Classification of space and anti-space weapons: a view from the United States


Photo: commons.wikimedia.org


As you know, the US is actively resisting the conclusion of an agreement banning the deployment of systems weapons in space (at the moment there is only an agreement on nuclear weapons in orbit). Negotiations on this issue, however, continue periodically. At the same time, no one is talking about the prohibition of anti-satellite weapons. But even if we are talking about such a treaty seriously, we will need to first draw up at least a classification of such weapons systems. And this is a problem. No one really tried to do this at a serious level, although at the expert level such attempts occur.

Classification problems


One attempt to create such a classification was made by Todd Harrison of the Center for Strategic and International Studies (CSIS) in an article published by the resource C4ISRNET. There he tries to create a taxonomy of space and anti-space weapons. His research was presented at a time when a number of countries, including Japan, France, South Korea, and the United States, were expanding or expanding military organizations specifically oriented to space, with officials in these countries hinting (if not expressly saying so) about the need expanding their respective capabilities in the field of space weapons. In addition, both India and China, and, undoubtedly, Russia, are engaged in this topic, which is actively developing primarily anti-satellite weapon systems or systems that can act against orbital targets, both with the physical destruction of targets and with their temporary or permanent incapacitation or parts of the equipment on them.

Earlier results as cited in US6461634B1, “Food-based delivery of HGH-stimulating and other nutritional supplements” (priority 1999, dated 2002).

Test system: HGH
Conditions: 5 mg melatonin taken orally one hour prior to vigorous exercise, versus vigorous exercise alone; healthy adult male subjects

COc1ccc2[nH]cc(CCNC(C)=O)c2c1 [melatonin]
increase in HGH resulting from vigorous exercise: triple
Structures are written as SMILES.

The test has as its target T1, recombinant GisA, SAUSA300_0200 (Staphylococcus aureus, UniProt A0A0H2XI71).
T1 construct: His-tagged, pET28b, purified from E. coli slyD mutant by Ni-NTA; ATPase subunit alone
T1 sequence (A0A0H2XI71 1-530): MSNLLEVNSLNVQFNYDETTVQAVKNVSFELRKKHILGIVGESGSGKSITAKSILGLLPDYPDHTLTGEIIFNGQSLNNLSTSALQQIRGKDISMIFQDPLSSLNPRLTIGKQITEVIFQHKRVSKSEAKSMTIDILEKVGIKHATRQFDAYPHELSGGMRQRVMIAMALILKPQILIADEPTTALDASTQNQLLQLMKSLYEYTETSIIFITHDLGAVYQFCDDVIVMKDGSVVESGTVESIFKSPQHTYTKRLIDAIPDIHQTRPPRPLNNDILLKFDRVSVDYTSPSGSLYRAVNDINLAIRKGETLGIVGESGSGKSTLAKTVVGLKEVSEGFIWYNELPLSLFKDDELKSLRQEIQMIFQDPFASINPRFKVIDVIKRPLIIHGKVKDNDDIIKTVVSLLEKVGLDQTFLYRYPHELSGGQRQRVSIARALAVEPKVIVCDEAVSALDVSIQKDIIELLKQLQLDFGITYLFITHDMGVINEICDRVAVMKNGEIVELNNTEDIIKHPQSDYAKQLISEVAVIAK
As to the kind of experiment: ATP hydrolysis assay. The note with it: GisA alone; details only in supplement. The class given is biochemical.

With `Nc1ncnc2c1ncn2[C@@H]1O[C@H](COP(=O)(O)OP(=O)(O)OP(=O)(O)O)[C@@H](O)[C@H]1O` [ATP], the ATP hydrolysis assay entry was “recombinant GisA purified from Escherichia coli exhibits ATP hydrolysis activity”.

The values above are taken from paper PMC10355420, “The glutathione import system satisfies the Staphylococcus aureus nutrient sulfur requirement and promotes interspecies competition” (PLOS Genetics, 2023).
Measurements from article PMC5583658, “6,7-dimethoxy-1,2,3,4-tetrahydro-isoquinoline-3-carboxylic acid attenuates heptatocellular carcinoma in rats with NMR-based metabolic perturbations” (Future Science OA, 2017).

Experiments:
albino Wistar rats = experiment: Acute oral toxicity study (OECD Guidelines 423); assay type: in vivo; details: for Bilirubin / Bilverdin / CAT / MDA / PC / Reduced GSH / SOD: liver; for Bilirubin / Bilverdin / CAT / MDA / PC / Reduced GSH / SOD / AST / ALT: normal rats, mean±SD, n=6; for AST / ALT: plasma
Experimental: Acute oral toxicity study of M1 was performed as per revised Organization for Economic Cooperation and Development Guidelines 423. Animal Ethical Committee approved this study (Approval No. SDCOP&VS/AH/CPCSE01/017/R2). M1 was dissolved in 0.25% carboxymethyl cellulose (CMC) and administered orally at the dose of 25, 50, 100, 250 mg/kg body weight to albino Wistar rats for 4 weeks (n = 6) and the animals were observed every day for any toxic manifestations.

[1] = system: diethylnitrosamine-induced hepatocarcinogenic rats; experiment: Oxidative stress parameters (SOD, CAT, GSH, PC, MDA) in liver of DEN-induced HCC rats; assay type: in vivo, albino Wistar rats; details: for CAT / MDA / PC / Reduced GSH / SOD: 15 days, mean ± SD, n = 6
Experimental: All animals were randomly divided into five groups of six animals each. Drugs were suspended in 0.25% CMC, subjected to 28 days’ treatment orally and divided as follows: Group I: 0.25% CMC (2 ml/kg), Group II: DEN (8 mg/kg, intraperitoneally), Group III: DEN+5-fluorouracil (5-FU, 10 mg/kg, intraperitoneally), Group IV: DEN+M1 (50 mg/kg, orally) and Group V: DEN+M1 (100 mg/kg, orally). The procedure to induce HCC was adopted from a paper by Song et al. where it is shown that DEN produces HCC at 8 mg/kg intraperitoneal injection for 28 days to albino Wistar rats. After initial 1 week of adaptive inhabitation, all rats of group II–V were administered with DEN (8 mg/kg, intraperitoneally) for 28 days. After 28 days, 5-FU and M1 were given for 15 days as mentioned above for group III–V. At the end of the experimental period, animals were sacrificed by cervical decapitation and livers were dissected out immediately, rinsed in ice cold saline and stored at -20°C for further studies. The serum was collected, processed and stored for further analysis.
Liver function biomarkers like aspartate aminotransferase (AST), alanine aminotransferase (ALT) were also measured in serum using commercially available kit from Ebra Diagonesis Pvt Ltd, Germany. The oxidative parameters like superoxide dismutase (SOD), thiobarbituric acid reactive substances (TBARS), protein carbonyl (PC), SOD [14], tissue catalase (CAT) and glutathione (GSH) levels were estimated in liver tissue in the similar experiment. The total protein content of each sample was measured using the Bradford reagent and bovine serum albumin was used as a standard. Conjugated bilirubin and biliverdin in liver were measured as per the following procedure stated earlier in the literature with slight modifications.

Despite certain contractual restrictions on the placement of weapons in space, Harrison argues that there is no real consensus on what means the placement of weapons in space, even if it becomes impossible to deny that a number of states already have space weapons:

“In order to come to a consensus definition of what is considered a space weapon and what is not, you will need a negotiated mechanism that will be widely accepted. The likelihood that this will happen is negligible. Therefore, I think that in a practical sense, countries will continue to define space weapons in such a way that they mean everything that they want, so that they meet their own goals. And we will have to go through this in terms of communicating with allies and partners and communicating with the public.